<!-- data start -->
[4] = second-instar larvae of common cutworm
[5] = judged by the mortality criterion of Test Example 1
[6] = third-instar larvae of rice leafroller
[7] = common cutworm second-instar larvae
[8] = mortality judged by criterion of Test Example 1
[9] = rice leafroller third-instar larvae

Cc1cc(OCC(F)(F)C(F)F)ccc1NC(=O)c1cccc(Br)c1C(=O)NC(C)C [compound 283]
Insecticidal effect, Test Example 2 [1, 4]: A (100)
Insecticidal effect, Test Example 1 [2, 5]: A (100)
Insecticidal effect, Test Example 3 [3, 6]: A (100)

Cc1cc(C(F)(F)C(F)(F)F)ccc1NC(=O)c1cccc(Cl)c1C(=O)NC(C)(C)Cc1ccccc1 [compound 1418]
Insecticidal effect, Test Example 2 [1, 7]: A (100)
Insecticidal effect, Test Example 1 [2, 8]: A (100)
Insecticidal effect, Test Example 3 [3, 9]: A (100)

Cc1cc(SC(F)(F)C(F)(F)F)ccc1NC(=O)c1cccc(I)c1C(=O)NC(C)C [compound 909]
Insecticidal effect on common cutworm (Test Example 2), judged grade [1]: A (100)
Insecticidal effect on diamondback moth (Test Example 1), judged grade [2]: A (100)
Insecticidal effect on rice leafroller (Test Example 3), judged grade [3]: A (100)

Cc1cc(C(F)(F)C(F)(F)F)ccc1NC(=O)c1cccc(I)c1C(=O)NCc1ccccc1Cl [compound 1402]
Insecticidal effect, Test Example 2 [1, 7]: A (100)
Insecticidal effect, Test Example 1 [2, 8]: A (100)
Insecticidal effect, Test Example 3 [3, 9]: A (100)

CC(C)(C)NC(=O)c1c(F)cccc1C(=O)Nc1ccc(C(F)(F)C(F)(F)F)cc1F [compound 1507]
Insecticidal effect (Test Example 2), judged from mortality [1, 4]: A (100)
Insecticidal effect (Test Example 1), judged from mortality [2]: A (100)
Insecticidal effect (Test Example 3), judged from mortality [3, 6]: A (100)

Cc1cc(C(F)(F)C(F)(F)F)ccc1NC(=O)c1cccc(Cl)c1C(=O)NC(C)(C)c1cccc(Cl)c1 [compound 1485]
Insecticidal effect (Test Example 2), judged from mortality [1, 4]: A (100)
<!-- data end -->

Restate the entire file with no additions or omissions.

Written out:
[4] = second-instar larvae of common cutworm
[5] = judged by the mortality criterion of Test Example 1
[6] = third-instar larvae of rice leafroller
[7] = common cutworm second-instar larvae
[8] = mortality judged by criterion of Test Example 1
[9] = rice leafroller third-instar larvae

Cc1cc(OCC(F)(F)C(F)F)ccc1NC(=O)c1cccc(Br)c1C(=O)NC(C)C [compound 283]
Insecticidal effect, Test Example 2 [1, 4]: A (100)
Insecticidal effect, Test Example 1 [2, 5]: A (100)
Insecticidal effect, Test Example 3 [3, 6]: A (100)

Cc1cc(C(F)(F)C(F)(F)F)ccc1NC(=O)c1cccc(Cl)c1C(=O)NC(C)(C)Cc1ccccc1 [compound 1418]
Insecticidal effect, Test Example 2 [1, 7]: A (100)
Insecticidal effect, Test Example 1 [2, 8]: A (100)
Insecticidal effect, Test Example 3 [3, 9]: A (100)

Cc1cc(SC(F)(F)C(F)(F)F)ccc1NC(=O)c1cccc(I)c1C(=O)NC(C)C [compound 909]
Insecticidal effect on common cutworm (Test Example 2), judged grade [1]: A (100)
Insecticidal effect on diamondback moth (Test Example 1), judged grade [2]: A (100)
Insecticidal effect on rice leafroller (Test Example 3), judged grade [3]: A (100)

Cc1cc(C(F)(F)C(F)(F)F)ccc1NC(=O)c1cccc(I)c1C(=O)NCc1ccccc1Cl [compound 1402]
Insecticidal effect, Test Example 2 [1, 7]: A (100)
Insecticidal effect, Test Example 1 [2, 8]: A (100)
Insecticidal effect, Test Example 3 [3, 9]: A (100)

CC(C)(C)NC(=O)c1c(F)cccc1C(=O)Nc1ccc(C(F)(F)C(F)(F)F)cc1F [compound 1507]
Insecticidal effect (Test Example 2), judged from mortality [1, 4]: A (100)
Insecticidal effect (Test Example 1), judged from mortality [2]: A (100)
Insecticidal effect (Test Example 3), judged from mortality [3, 6]: A (100)

Cc1cc(C(F)(F)C(F)(F)F)ccc1NC(=O)c1cccc(Cl)c1C(=O)NC(C)(C)c1cccc(Cl)c1 [compound 1485]
Insecticidal effect (Test Example 2), judged from mortality [1, 4]: A (100)